Directed: Jon Poll
Writer: Gustin Nash
Starring: Anton Yelchin, Robert Downey Jr., Hope Davis
Tagline: “Popularity is a state of mind”
Trivia: Charlie’s limo is a classic 1969 Mercedes-Benz Pullman, one of only two hundred ever built.
I’m not a big fan of high schools comedies. Maybe it’s because high school is still a nightmare for me, even after 40+ years, or maybe because it feels immature (it’s high school for crying out loud) and in most cases a waste of my time.
However, there are some exceptions whereby they managed to change the conversation from the high school into a thematic one. Movies like Juno, Easy A and Rushmore can stand the test of time and have attraction for grown up audience even though the setting is high school.
Charlie Bartlett is no Juno (though was released at the same year) or any of the other movies mentioned above, but has certainly managed to pull itself above the murky waters of high school comedies by focusing on an issue which is beyond adolescence.
Expelled from private school, amiable misfit Charlie (Anton Yelchin) is placed in the public system. His privileged background sets him apart until he finds a bond with the other kids – including the disillusioned headmaster’s (Downey Jr.) daughter (Kat Dennings).
The main question of the movie is, “Maybe there’s more to high school than being well liked,” Charley Bartlett’s mother (Hope Davis) says. “Like what, specifically?” Charley asks. She thinks for a second. “Nothing comes to me.” This is a question many of us have struggled with – how much are we willing to give up for being popular/loved and still maintain who we are.
Despite his life of privilege, Charley doesn’t have the things he really wants – the things every teenager wants – security and popularity (sounds familiar?)
He (quite literally) dreams of standing before crowds of adoring peers, and operates crafty, yet daft, schemes to win their approval – schemes which have resulted in his systematic expulsion from every private school in the area.
Director Jon Poll and writer Gustin Nash must be fans of the snarky teen comedy genre, because Charlie Bartlett has been clearly influenced by cult classics such as Rushmore, Ferris Bueller’s Day Off and even Harold and Maude. But with it’s given satirical bent, snarky dialogue and stereotype-defying characters you are mostly reminded of Juno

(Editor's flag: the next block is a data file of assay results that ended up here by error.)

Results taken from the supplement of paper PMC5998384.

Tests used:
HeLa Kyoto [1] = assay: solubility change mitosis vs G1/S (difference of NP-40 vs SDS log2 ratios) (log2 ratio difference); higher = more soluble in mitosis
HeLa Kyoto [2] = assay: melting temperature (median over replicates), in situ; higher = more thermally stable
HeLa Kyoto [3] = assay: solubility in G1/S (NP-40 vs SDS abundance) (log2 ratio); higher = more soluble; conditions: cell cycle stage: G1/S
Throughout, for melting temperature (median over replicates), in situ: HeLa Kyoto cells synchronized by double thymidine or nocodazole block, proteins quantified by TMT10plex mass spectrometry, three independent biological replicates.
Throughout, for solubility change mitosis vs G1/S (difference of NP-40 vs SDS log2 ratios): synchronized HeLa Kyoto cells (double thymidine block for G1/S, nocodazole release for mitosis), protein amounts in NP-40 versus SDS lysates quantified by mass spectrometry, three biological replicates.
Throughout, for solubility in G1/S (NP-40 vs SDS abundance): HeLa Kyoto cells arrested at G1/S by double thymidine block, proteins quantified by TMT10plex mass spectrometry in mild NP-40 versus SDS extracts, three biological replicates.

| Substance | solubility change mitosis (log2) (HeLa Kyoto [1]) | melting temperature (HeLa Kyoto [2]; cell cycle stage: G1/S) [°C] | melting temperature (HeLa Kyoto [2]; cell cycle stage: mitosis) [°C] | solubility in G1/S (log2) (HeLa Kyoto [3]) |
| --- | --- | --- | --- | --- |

It’s the same “school is boring, speak out for your rights” shtick that we’ve heard a dozen times before, but Nash presents the material in a way that doesn’t feel quite as stale as it probably should.
In fact, without the film’s many great performances to keep the story grounded, it’s very likely that Charlie Bartlett would have suffered a completely different fate.
Hope Davis is playing Charley’s eccentric mother in a role that could have gone spectacularly wrong, but becomes a marvel of subtle comedy in her capable hands.
Anton Yelchin plays Charlie with just the right endearing quality, undercut by a skilfully individualistic style and Robert Downy Jr. is as reliable as ever to give a fantastic performance no matter how big or small the role is.
Charlie Bartlett is at its most interesting when it challenges the boundaries of good behavior; measuring Charlie’s desire for acceptance against the dangers of, say, selling prescription drugs to his classmates.
Of course, your enjoyment of these scenes may well depend on your politics, but there’s no denying that watching Charlie have an adverse reaction to a dose of Ritalin is highly amusing.
It’s unfortunate that Poll doesn’t push his characters further into such promising territory. The good work unravels when conflicts begin to be resolved by forced, convenient screenwriting.
A horrible sense of ’happy ending syndrome’ kicks in, and with it any hopes of Poll creating something outstanding disappears. It means that a good film falls short – considerably, in the end – of greatness.
There are plenty of good qualities in Charlie; it just needed to apply itself a little more.
Verdict – 3/5 Stars in my book